There were 40 expeditions planned to climb Everest from the Nepalese side of the mountain before the April 18 avalanche which killed 16 Sherpas.
Born in Brazil, the American Cleo Weidlich is a 51-year-old veteran of the mountains. It is reported she is attempting Lhotse which shares camps with Everest to camp three.
Chinese Wang Jing has climbed four eight-thousanders, including Everest in 2010. She is attempting to climb the seven summits and reach the two poles in record time.
It is illegal to use a helicopter on Everest without permission, with the exception of rescue operations from the Nepalese government. It seems that the Ministry of Tourism and Civil Aviation has lost control over what happens on Everest. There are rumours of others hoping to rent a helicopter to camp two. The mountain is not closed, but as of now all climbers must climb through the Khumbu Icefall, air access is forbidden.
Weidlich wrote on her Facebook profile: I wanted to inform you that my climbing Everest massif will continue with or without ladders. I climbed up on one of the most dangerous mountains without them, and this peak is relatively safe, when you compare it with, Nanga Parbat, Annapurna and Kangchenjunga. I do not want to give in to pressure from the mob on Everest. I will decide when I reach my limits. Thanks to all for your positive energy, I feel it.”
Wang’s helicopter flight has put Russell Brice and his company Himalayan Experience aka Himex at huge risk per this newsletter:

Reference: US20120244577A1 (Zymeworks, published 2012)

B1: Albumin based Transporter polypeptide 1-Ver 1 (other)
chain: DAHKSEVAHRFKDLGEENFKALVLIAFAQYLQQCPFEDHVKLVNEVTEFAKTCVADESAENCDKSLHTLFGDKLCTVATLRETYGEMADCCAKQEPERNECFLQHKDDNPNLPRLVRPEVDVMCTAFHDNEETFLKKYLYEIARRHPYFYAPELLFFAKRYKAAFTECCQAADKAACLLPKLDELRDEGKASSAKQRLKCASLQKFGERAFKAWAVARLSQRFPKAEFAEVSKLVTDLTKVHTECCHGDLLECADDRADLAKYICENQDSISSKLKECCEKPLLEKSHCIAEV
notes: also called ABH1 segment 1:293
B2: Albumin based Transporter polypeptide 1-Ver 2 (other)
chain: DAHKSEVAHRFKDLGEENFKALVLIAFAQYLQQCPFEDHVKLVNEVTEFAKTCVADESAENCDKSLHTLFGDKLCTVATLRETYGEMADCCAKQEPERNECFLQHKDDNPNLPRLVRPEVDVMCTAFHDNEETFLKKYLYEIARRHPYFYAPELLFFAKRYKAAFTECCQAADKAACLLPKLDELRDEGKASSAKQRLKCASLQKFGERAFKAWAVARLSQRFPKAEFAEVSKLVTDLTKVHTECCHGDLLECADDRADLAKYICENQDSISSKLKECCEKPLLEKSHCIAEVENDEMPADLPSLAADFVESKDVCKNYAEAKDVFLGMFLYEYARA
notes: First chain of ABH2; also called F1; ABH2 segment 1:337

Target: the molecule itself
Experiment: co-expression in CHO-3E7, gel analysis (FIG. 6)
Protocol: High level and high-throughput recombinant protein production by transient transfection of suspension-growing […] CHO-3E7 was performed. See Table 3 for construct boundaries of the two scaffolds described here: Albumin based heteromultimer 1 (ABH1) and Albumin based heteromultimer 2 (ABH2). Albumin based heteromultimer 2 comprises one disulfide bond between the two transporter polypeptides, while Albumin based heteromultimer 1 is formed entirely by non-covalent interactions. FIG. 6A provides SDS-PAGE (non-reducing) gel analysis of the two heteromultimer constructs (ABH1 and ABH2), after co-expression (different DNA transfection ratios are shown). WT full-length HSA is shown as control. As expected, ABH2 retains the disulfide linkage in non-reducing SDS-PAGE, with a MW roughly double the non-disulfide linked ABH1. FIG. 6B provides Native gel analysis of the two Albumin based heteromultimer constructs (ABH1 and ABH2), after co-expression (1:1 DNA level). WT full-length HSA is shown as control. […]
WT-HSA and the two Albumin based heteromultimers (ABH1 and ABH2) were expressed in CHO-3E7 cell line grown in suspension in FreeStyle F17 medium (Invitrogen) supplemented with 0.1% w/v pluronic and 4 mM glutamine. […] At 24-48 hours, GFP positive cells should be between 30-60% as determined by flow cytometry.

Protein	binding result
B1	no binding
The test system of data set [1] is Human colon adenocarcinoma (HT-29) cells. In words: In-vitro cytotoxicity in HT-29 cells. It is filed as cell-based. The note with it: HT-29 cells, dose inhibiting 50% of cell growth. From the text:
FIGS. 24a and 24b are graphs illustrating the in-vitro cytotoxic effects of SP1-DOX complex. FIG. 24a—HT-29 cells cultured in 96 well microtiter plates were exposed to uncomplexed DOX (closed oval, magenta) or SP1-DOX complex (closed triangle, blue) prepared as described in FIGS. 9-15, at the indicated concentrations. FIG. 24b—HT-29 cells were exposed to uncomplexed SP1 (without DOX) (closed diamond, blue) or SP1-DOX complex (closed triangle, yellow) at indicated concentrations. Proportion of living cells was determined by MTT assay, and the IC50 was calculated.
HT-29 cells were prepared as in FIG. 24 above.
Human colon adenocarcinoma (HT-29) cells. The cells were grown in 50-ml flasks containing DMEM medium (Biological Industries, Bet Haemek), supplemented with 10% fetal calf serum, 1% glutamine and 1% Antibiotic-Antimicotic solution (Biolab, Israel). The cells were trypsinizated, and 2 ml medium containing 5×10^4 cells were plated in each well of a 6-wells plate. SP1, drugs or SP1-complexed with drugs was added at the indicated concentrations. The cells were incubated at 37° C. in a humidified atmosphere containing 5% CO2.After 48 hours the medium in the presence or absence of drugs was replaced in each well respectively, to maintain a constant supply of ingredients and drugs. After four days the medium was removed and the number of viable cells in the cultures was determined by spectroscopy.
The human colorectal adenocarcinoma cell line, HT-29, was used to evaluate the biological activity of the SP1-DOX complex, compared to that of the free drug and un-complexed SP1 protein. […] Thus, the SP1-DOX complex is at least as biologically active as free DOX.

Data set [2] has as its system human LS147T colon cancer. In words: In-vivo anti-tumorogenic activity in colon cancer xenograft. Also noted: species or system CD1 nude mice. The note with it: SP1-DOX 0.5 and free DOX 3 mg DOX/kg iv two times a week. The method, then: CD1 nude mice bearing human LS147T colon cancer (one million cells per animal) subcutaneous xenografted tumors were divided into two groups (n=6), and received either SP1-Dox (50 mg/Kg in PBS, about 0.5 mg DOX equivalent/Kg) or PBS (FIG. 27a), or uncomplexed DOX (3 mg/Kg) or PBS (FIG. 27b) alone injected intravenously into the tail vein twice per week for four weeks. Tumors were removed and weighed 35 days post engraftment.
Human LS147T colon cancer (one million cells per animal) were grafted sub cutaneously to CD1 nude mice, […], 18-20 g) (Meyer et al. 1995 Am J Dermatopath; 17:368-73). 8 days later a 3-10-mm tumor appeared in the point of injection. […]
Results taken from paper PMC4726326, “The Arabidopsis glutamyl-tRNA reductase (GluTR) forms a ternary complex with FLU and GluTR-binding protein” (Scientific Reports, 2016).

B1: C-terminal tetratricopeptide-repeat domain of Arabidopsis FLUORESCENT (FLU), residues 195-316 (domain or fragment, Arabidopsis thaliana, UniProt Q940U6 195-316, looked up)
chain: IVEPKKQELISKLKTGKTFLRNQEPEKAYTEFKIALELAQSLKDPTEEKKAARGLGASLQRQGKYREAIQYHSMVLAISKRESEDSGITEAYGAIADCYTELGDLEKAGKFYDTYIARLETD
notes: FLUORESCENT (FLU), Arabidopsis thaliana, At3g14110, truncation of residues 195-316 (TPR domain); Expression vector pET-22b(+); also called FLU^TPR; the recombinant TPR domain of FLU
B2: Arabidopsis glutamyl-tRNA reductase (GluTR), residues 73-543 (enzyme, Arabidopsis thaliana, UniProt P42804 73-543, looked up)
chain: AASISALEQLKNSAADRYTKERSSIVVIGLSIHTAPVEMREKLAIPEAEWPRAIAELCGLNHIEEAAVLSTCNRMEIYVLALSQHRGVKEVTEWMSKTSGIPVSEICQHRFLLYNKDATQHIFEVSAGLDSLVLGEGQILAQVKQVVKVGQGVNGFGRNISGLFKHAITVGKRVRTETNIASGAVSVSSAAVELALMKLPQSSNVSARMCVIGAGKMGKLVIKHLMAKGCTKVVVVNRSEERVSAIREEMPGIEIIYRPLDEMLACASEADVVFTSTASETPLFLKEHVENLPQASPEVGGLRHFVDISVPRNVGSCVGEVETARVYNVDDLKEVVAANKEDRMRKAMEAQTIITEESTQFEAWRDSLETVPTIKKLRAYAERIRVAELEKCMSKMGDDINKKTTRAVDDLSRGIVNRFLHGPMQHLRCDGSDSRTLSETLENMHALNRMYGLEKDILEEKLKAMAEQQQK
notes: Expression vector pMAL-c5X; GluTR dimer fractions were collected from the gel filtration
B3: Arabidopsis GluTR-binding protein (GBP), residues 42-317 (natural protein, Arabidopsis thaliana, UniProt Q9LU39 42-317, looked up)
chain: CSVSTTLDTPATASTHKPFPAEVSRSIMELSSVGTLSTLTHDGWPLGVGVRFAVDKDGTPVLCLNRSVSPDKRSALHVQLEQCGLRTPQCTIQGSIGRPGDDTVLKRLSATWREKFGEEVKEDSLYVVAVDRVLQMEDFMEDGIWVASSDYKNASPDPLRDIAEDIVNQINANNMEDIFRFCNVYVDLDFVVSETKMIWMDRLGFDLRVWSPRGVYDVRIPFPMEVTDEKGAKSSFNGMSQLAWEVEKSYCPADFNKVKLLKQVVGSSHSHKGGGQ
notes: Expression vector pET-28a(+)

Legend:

“Many of you know that I have been dealing with the logistics for Jing Wang to climb the seven summits and two poles in record time. Of course this project came to an abrupt end when I was forced to cancel my Everest and Lhotse trips. I suggested to Jing that she go to the North side of Everest and obtain a climbing permit from the CMA or CTMA, but this was not forthcoming. Although Jing asked if I could arrange for her trip to continue on the South side, I refused and so did all my Sherpa staff.
In the event it appears that Jing has arranged to continue to climb with another agency and has without permission flown by helicopter to Camp two, despite me warning her not to.”
This has caused me considerable problems with the Ministry, who say that I am still responsible for Jing, despite me not knowing who the other operator actually is. Well in fact I do know who this operator is, but he continues to tell me lies, saying that he has not organised the seven Sherpa’s that are currently with Jing, although they all come from his company. Even after repeated phone calls he still does not come to the Ministry to take on the responsibility of the Sherpa’s insurance and other such matters. In the meanwhile the Ministry says that they will punish my company, quite a large fine and probably banned from coming to Nepal for five years. It is only in the past few hours that I have now been cleared of the responsibility for Jing and her phantom operator.”
So for members who might think that I have carried on with my expedition, please know that this is the exact opposite, these actions of others has caused me considerable pain and hard work to clear my company name in the past few days.”
Tashi Sherpa, whose expedition lost three guides said, “We decided not to climb out of respect for our friends who lost their lives at the mountain. It is not good that they are climbing. It does not reflect well on them or the mountaineering community here,” Sherpa told AFP news agency.
President of the Expedition Operators Association, Dambar Parajuli, said the government should investigate “how the two women chartered a helicopter and went off without informing anyone.”
It is clear that some climbers are willing to attempt Everest at any cost.
More on the Everest avalanche: